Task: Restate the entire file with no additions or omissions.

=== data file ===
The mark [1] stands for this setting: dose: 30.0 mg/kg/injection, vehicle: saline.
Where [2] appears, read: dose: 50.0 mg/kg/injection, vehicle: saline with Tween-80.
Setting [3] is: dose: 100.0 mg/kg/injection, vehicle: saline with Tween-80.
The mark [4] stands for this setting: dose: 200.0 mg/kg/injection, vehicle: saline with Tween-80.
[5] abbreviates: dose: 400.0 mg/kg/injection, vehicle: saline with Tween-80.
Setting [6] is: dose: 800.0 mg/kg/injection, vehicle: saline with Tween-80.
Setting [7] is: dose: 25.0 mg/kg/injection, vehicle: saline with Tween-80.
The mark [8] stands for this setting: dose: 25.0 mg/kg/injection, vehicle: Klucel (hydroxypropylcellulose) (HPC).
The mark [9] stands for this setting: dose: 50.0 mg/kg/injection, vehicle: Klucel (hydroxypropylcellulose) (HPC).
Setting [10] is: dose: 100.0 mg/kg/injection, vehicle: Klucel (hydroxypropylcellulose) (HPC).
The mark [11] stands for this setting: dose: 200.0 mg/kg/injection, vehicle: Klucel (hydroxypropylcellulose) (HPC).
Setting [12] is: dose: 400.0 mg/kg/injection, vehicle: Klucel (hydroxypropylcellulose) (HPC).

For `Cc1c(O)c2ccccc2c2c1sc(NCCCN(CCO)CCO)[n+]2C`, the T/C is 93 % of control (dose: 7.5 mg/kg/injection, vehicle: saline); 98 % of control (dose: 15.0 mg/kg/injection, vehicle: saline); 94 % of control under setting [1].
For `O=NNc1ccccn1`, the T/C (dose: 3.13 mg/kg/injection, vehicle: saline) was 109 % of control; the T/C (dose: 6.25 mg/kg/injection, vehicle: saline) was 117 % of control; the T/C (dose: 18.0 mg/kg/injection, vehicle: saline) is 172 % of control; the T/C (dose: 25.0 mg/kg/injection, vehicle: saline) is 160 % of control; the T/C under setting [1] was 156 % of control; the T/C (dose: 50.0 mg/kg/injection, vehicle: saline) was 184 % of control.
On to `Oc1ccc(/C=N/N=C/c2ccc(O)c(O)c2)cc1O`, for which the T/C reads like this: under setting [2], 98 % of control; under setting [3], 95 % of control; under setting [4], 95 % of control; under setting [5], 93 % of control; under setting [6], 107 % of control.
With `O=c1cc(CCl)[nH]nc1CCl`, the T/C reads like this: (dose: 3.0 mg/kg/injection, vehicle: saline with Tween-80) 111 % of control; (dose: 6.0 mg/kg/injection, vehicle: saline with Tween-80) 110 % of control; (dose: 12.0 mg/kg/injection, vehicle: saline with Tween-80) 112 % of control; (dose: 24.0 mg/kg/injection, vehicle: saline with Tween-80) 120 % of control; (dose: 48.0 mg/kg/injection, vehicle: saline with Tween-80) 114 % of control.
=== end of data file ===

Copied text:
The mark [1] stands for this setting: dose: 30.0 mg/kg/injection, vehicle: saline.
Where [2] appears, read: dose: 50.0 mg/kg/injection, vehicle: saline with Tween-80.
Setting [3] is: dose: 100.0 mg/kg/injection, vehicle: saline with Tween-80.
The mark [4] stands for this setting: dose: 200.0 mg/kg/injection, vehicle: saline with Tween-80.
[5] abbreviates: dose: 400.0 mg/kg/injection, vehicle: saline with Tween-80.
Setting [6] is: dose: 800.0 mg/kg/injection, vehicle: saline with Tween-80.
Setting [7] is: dose: 25.0 mg/kg/injection, vehicle: saline with Tween-80.
The mark [8] stands for this setting: dose: 25.0 mg/kg/injection, vehicle: Klucel (hydroxypropylcellulose) (HPC).
The mark [9] stands for this setting: dose: 50.0 mg/kg/injection, vehicle: Klucel (hydroxypropylcellulose) (HPC).
Setting [10] is: dose: 100.0 mg/kg/injection, vehicle: Klucel (hydroxypropylcellulose) (HPC).
The mark [11] stands for this setting: dose: 200.0 mg/kg/injection, vehicle: Klucel (hydroxypropylcellulose) (HPC).
Setting [12] is: dose: 400.0 mg/kg/injection, vehicle: Klucel (hydroxypropylcellulose) (HPC).

For `Cc1c(O)c2ccccc2c2c1sc(NCCCN(CCO)CCO)[n+]2C`, the T/C is 93 % of control (dose: 7.5 mg/kg/injection, vehicle: saline); 98 % of control (dose: 15.0 mg/kg/injection, vehicle: saline); 94 % of control under setting [1].
For `O=NNc1ccccn1`, the T/C (dose: 3.13 mg/kg/injection, vehicle: saline) was 109 % of control; the T/C (dose: 6.25 mg/kg/injection, vehicle: saline) was 117 % of control; the T/C (dose: 18.0 mg/kg/injection, vehicle: saline) is 172 % of control; the T/C (dose: 25.0 mg/kg/injection, vehicle: saline) is 160 % of control; the T/C under setting [1] was 156 % of control; the T/C (dose: 50.0 mg/kg/injection, vehicle: saline) was 184 % of control.
On to `Oc1ccc(/C=N/N=C/c2ccc(O)c(O)c2)cc1O`, for which the T/C reads like this: under setting [2], 98 % of control; under setting [3], 95 % of control; under setting [4], 95 % of control; under setting [5], 93 % of control; under setting [6], 107 % of control.
With `O=c1cc(CCl)[nH]nc1CCl`, the T/C reads like this: (dose: 3.0 mg/kg/injection, vehicle: saline with Tween-80) 111 % of control; (dose: 6.0 mg/kg/injection, vehicle: saline with Tween-80) 110 % of control; (dose: 12.0 mg/kg/injection, vehicle: saline with Tween-80) 112 % of control; (dose: 24.0 mg/kg/injection, vehicle: saline with Tween-80) 120 % of control; (dose: 48.0 mg/kg/injection, vehicle: saline with Tween-80) 114 % of control.